Greece to Exit Bail-Out in 2014

Written by | Friday, January 3rd, 2014

Greece will end its loan agreement in 2014 and become self-sufficient without any further loans, Greek Prime Minister Antonis Samaras announced. In his address on national TV channel, Mr Samaras said that Greece would once again enter global markets and become an ordinary and normal country in the new year. He added that exiting the bail-out agreement would be a giant leap for the country. Moreover, its debt will be officially declared viable, which means that the country will not need any extra loan contracts.
Greece initially asked the EU and International Monetary Fund (IMF) for financial help of more than 100 billion euro four years ago, but the value of the Greek aid package amounted to about 240 billion euro already in 2012, which is by far the most extensive bail-out in the eurozone. In the meantime, private creditors had to acknowledge the loss of about 50 percent of their agreement.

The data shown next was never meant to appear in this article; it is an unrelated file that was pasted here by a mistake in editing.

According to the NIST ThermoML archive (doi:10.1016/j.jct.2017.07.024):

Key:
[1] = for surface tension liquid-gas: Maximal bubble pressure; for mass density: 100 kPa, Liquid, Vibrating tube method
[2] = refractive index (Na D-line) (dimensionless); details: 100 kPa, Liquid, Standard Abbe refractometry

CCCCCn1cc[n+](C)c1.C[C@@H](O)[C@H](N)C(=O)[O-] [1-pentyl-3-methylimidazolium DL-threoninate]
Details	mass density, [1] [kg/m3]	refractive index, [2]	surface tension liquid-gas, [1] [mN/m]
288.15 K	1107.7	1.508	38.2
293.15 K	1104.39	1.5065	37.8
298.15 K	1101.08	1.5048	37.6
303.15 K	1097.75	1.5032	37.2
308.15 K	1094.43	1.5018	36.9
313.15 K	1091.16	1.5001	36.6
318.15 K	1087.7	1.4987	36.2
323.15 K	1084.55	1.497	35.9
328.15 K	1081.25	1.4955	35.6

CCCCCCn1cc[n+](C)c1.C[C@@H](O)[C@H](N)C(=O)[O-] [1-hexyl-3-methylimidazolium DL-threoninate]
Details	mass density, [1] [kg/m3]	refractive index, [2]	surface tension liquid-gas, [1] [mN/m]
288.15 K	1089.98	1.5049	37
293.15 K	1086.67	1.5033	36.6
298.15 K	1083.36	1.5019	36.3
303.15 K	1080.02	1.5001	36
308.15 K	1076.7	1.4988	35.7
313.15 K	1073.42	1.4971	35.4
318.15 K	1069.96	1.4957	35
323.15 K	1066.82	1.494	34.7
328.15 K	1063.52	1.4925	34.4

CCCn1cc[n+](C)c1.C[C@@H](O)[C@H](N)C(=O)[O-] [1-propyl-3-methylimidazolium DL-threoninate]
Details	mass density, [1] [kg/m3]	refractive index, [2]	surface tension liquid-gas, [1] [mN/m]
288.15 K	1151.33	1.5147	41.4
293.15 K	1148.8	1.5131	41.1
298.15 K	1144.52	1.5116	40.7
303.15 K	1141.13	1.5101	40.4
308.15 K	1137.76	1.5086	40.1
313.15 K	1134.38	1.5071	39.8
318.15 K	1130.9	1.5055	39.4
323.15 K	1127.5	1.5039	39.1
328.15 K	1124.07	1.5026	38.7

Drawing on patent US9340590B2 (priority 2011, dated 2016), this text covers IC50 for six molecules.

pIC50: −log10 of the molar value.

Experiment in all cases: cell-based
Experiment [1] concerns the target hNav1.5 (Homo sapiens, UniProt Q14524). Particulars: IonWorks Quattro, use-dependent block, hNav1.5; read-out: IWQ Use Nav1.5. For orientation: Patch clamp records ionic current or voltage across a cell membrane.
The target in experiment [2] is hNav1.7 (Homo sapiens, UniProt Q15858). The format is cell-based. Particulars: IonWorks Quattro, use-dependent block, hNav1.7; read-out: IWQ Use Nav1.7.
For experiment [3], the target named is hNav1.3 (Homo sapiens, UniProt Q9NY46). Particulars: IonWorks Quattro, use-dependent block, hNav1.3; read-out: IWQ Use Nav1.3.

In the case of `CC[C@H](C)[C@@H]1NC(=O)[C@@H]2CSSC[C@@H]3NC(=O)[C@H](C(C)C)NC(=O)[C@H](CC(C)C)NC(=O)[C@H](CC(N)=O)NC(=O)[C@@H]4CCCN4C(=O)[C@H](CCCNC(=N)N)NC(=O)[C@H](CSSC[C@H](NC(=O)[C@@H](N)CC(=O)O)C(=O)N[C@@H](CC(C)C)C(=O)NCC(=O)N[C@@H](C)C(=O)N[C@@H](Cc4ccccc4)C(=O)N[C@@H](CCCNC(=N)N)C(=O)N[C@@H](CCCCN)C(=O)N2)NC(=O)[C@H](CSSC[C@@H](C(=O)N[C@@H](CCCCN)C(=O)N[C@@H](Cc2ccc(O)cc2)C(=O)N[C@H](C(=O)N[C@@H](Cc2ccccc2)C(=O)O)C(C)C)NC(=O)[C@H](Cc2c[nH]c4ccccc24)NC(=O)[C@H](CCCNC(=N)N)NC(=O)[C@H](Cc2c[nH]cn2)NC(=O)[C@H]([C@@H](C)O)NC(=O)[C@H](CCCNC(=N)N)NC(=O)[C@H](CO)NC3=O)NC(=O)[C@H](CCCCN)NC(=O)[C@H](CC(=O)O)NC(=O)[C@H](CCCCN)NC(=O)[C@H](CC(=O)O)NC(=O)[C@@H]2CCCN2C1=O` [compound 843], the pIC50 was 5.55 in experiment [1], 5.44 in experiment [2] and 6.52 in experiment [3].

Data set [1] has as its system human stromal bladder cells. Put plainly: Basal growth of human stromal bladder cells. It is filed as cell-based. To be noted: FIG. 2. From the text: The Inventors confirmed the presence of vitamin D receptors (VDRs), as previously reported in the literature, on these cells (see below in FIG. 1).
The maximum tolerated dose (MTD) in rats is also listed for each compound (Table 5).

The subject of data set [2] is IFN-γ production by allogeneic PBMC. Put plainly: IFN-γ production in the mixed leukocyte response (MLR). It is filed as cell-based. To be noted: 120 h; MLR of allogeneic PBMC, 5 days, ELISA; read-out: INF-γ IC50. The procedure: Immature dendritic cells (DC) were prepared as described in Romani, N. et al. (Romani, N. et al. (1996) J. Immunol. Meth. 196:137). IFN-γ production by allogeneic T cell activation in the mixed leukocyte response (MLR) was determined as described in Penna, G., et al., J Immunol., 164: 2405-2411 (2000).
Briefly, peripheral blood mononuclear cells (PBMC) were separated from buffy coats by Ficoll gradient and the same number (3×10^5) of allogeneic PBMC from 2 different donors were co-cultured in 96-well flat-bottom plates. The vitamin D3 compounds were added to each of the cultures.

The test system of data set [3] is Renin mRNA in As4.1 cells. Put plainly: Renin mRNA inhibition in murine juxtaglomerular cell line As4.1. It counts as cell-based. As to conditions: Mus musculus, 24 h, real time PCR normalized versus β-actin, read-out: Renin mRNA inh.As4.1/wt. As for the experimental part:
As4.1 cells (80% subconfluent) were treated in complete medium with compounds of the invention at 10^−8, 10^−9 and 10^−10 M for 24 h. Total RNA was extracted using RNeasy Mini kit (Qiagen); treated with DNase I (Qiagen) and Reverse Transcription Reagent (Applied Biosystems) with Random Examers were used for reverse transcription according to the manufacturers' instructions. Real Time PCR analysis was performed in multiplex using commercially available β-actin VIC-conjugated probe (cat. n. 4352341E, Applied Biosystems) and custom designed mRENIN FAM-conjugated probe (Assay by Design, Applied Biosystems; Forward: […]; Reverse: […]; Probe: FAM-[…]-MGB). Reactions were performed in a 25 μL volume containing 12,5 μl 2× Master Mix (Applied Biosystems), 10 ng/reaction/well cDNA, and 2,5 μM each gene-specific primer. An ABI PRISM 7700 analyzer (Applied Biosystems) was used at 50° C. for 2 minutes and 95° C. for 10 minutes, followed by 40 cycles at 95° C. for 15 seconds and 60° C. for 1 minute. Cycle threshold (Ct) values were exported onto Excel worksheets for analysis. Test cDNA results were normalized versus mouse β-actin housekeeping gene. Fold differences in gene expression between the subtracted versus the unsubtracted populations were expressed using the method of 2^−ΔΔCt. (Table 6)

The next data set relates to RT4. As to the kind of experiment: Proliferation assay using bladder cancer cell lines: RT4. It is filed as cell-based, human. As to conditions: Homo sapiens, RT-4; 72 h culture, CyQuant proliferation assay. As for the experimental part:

The end of the bail-out agreement does not mean that Greece could stop with its austerity measures, nevertheless it is hailed as a symbolic victory, which the country certainly needs at the times of its EU presidency, which Athens assumed on January 1. The country hopes that the presidency will help to enhance its rather poor reputation among Europeans. Moreover, Greece expects to resume a positive growth rate in 2014 by hoping to attain 0.6 percent after six consecutive years of recession and stagnation.
In contrast to the good mood of the Greek government, the country’s creditors are less optimistic as the IMF anticipates that Athens will need an additional 11 billion euro to repay its debt installations due this year. Also, the country’s economic output was lower by about a fourth compared to 2007, while the unemployment rate reached Europe’s highest – 27 percent. To make things worse, the Greek debt reached 180 percent, which is three times more than what is allowed by EU regulations.
The good news from Greece has been embraced by the rest of the European Union. Germany’s finance minister, Wolfgang Schaueble, said that the EU would stand by Greece as it goes on to run reforms of its public sector and labour market.

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